I certainly hope you’re right about Sanders winning. I will do my part soon in my state of Iowa.

        Having said that . . . . . . I can see Clinton losing Iowa and New Hampshire handily, then surging ahead down south. Remember, Bill became known as the Comeback Kid. I can already see that same pre-packaged media narrative with Hillary:

        “Despite early setbacks, or maybe because of them, Clinton’s legendary toughness and determination turn things around.”

        and:

        “Sanders offered prime time slot at convention”.

    4. Paul Tioxon

      Using my idiosyncratic anecdotal demand side economic model, I am seeing a surge of support by older, morbidly obese baby boomers based on the Bernie online retail store SOLD OUT OF 4XXL BERNIE HOODIES. Typical online stores sell swag for the skinny jeans set, the urban outfitter crowd, rarely venturing beyond the XL size. And we all know this is only MEN’S sizes, as women sizes start and stop around 0 or 2. And most telling, these are $55 a piece.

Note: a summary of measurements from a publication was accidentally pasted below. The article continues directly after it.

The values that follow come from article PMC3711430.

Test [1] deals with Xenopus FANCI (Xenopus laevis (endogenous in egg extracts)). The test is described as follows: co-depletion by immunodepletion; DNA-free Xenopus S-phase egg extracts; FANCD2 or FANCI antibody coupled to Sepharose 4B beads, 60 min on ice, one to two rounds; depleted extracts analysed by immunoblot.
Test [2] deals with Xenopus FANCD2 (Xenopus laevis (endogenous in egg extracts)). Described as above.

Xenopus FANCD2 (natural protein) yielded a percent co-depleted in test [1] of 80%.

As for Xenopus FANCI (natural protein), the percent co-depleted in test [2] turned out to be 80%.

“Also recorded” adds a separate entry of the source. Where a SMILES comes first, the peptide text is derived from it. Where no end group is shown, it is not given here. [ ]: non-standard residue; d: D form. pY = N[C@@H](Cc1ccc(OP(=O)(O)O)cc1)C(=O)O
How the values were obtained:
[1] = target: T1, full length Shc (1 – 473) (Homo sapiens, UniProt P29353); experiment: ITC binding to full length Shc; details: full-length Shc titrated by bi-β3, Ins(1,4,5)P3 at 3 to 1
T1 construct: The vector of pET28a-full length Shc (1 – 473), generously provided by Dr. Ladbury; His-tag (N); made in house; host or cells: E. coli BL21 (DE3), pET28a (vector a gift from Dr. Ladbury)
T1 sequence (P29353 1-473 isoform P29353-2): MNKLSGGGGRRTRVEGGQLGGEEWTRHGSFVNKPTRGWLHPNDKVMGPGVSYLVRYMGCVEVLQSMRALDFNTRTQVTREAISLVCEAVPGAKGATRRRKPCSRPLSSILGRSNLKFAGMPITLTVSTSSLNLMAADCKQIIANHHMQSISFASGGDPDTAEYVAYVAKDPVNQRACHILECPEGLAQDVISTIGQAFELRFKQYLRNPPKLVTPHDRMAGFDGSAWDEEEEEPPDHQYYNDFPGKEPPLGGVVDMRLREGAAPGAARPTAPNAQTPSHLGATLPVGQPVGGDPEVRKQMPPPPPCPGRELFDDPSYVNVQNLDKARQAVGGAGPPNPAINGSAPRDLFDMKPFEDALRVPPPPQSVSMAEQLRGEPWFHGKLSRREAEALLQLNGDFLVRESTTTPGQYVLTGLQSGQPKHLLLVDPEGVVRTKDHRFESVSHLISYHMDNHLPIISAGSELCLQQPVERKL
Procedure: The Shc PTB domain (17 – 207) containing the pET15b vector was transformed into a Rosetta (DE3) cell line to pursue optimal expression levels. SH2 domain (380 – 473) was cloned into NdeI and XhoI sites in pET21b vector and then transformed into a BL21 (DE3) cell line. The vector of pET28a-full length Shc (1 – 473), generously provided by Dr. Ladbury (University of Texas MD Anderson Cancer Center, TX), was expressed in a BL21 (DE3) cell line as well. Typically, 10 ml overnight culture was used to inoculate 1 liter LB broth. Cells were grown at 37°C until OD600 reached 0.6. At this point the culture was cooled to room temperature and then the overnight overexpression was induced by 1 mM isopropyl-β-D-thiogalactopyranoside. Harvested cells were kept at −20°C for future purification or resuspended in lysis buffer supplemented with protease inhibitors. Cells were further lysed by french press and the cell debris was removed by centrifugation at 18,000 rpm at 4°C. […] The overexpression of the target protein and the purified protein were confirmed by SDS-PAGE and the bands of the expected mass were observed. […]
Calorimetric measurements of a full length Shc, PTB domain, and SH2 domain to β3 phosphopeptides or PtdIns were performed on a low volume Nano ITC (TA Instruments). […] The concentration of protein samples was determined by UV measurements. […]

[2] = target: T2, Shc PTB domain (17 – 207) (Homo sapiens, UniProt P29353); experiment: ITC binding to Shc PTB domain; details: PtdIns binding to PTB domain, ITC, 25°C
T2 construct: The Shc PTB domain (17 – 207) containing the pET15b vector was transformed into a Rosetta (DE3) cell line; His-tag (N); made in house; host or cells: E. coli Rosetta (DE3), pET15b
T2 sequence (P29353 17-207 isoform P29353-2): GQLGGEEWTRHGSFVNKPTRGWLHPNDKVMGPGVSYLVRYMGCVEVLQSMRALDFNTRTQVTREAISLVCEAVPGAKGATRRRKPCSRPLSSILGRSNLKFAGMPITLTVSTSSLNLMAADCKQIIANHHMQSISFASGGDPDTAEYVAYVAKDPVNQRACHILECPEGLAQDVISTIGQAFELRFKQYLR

That is a pretty steep price to pay for the mad as hell and not gonna take it demographic. The support for Trump by 50 and older males may be not has heralded as the 4XXL size apparel indicates. Closer observation of fulfillment centers will reveal the volatile putting your money where your mouth is predictive indicators. So far, overpriced over sized sold out apparel with candidates name embroidered is the leading indicator of this coveted most likely unemployed with time on their hands to attend rallies and show up to vote segment. Stay tuned.

      1. Rhondda

        Well, I must say I am not liking the unseen physique of the “hoodie man” in the email the Bernie folks sent me. It’s a booya! kinda man with his pecs pushed out. “Hey, you want a piece of me?” Aggressive invisible man body language. And now that I hear they’re out of my size. Well, that’s that, I guess.